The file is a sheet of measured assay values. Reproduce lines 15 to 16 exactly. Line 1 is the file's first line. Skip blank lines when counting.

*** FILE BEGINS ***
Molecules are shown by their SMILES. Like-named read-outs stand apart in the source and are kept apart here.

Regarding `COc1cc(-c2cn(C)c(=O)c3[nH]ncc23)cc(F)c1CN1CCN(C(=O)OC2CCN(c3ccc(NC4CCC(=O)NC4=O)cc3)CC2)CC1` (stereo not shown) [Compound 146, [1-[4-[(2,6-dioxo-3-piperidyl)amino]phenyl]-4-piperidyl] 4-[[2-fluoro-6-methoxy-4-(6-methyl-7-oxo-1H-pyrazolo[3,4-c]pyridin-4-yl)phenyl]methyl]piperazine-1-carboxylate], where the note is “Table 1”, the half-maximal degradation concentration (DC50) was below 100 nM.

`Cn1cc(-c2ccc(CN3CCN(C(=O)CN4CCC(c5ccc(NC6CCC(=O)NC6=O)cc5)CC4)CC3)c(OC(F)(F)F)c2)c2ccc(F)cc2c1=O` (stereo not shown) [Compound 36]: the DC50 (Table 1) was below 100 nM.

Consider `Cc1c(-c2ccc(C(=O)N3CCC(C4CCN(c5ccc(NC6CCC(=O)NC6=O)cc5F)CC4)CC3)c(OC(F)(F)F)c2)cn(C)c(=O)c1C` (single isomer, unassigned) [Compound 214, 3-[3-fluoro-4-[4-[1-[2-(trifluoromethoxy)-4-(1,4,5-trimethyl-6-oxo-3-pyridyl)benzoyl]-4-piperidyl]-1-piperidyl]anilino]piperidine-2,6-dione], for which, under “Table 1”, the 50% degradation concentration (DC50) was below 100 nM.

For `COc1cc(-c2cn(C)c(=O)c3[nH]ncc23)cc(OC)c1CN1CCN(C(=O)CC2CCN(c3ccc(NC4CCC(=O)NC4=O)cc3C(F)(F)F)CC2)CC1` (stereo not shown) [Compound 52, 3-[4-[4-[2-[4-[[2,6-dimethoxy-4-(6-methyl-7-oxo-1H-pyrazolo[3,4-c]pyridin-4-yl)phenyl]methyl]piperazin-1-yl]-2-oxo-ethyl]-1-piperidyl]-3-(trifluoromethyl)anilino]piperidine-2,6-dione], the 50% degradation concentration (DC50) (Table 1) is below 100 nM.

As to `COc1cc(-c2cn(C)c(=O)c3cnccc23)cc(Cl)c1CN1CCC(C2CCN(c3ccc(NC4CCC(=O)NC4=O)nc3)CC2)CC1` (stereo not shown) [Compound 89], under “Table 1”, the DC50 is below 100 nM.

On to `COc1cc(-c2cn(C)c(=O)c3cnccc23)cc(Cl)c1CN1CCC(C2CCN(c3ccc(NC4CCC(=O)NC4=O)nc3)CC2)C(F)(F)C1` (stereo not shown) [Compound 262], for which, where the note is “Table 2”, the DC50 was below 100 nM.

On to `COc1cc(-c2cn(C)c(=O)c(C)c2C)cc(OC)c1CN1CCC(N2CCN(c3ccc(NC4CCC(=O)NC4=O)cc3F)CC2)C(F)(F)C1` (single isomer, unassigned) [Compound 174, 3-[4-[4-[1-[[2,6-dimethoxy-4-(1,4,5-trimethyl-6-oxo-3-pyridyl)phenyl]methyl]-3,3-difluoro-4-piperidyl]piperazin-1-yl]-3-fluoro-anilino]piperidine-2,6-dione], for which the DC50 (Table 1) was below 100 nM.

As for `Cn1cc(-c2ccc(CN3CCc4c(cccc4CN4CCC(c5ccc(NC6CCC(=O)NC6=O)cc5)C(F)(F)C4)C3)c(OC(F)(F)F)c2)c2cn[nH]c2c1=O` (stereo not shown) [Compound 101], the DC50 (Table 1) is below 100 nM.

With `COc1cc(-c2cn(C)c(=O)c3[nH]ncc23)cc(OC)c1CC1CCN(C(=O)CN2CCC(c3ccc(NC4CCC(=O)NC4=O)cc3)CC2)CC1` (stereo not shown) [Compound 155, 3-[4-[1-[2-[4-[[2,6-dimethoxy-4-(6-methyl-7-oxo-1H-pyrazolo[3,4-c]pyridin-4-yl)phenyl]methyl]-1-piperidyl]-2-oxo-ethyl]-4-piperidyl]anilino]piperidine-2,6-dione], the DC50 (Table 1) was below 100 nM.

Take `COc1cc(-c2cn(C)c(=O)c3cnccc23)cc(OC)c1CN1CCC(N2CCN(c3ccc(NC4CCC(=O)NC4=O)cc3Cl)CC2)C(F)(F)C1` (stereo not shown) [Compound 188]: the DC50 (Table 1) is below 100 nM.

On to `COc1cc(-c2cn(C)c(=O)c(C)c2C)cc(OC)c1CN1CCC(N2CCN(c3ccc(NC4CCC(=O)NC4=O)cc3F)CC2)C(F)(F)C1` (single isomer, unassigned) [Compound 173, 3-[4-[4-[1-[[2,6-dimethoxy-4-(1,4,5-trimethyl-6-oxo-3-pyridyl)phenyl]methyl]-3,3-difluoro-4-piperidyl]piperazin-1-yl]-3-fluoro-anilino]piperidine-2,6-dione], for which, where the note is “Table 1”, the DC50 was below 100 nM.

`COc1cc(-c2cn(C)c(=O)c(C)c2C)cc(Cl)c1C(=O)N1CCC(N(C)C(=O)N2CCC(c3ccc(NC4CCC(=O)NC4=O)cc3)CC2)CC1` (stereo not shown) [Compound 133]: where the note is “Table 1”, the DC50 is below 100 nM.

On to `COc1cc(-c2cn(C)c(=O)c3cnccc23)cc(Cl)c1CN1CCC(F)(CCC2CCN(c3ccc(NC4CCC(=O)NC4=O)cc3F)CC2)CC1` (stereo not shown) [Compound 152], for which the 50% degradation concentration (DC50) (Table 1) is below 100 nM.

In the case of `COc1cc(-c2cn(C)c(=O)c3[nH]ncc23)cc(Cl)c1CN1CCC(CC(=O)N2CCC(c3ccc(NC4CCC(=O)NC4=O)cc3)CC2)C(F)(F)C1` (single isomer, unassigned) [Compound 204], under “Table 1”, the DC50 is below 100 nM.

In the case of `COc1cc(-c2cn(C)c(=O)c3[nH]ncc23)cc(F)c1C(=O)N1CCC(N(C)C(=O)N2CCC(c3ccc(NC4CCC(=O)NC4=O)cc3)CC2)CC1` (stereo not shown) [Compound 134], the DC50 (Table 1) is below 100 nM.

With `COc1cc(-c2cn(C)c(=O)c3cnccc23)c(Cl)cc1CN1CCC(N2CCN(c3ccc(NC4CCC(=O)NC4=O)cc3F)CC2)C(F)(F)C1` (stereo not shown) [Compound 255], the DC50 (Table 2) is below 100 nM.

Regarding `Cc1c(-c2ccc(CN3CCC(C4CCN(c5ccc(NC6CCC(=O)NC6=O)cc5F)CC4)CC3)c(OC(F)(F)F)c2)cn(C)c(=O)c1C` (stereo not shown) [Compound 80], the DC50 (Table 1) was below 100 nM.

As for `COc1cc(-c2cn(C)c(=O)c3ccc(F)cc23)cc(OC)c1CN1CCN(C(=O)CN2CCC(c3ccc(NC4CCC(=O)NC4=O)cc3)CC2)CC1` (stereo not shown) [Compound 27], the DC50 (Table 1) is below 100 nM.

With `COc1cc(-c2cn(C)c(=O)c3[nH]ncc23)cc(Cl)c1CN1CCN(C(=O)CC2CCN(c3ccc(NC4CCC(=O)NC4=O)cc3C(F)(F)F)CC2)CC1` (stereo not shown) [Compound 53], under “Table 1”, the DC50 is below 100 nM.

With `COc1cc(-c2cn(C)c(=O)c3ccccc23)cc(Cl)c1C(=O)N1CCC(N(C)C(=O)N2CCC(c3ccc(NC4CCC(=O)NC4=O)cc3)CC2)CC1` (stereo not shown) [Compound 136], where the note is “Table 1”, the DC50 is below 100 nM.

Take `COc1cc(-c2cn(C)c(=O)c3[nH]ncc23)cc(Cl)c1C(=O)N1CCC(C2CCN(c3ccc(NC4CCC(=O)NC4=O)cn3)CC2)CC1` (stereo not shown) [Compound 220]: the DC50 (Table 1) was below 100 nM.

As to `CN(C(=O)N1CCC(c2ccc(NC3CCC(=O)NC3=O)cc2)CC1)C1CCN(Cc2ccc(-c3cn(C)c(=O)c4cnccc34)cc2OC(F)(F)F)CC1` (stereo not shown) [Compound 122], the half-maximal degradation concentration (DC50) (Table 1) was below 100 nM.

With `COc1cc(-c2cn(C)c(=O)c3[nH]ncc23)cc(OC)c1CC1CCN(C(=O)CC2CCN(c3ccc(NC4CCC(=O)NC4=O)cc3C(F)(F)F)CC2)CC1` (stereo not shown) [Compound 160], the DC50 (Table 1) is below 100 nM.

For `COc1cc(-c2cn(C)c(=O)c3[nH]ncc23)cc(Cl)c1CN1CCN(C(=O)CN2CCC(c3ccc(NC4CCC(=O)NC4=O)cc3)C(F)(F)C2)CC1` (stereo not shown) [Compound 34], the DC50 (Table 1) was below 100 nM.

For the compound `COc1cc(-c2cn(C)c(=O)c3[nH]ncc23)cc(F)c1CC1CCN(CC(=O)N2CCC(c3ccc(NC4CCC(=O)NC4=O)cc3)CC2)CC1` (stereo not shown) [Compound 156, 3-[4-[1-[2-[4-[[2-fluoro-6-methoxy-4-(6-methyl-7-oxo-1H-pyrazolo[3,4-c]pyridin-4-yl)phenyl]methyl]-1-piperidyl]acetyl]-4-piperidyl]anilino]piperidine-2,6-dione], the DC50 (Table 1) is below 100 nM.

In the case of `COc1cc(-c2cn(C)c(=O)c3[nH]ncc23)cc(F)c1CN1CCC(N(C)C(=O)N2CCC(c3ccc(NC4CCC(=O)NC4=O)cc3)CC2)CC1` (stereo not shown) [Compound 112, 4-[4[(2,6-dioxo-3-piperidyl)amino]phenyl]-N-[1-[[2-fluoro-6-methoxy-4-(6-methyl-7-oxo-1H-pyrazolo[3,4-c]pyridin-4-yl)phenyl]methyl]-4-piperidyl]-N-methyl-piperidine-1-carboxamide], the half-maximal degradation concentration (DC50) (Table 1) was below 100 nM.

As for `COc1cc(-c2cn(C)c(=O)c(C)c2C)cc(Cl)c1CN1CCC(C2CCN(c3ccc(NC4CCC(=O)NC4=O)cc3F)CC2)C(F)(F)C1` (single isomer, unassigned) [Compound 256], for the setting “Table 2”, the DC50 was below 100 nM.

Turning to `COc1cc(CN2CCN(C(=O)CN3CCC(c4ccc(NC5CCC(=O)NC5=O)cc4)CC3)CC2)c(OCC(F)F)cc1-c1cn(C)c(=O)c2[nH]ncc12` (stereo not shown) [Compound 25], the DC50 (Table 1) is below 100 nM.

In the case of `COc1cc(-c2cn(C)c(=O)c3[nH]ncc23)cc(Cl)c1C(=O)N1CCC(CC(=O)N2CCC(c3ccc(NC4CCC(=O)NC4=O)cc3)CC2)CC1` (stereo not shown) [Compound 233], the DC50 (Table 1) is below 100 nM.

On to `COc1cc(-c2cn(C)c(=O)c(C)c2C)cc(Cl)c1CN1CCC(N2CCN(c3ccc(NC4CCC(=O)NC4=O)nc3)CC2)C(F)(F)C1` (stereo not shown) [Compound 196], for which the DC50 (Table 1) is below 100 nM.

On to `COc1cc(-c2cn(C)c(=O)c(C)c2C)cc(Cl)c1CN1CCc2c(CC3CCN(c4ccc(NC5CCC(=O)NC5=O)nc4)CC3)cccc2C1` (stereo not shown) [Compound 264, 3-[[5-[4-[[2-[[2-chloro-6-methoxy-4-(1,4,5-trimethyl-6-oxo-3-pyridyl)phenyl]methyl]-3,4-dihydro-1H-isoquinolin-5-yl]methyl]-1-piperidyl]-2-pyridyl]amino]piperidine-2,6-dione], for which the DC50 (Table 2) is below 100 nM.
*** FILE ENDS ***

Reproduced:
In the case of `COc1cc(-c2cn(C)c(=O)c3[nH]ncc23)cc(Cl)c1CN1CCC(CC(=O)N2CCC(c3ccc(NC4CCC(=O)NC4=O)cc3)CC2)C(F)(F)C1` (single isomer, unassigned) [Compound 204], under “Table 1”, the DC50 is below 100 nM.

In the case of `COc1cc(-c2cn(C)c(=O)c3[nH]ncc23)cc(F)c1C(=O)N1CCC(N(C)C(=O)N2CCC(c3ccc(NC4CCC(=O)NC4=O)cc3)CC2)CC1` (stereo not shown) [Compound 134], the DC50 (Table 1) is below 100 nM.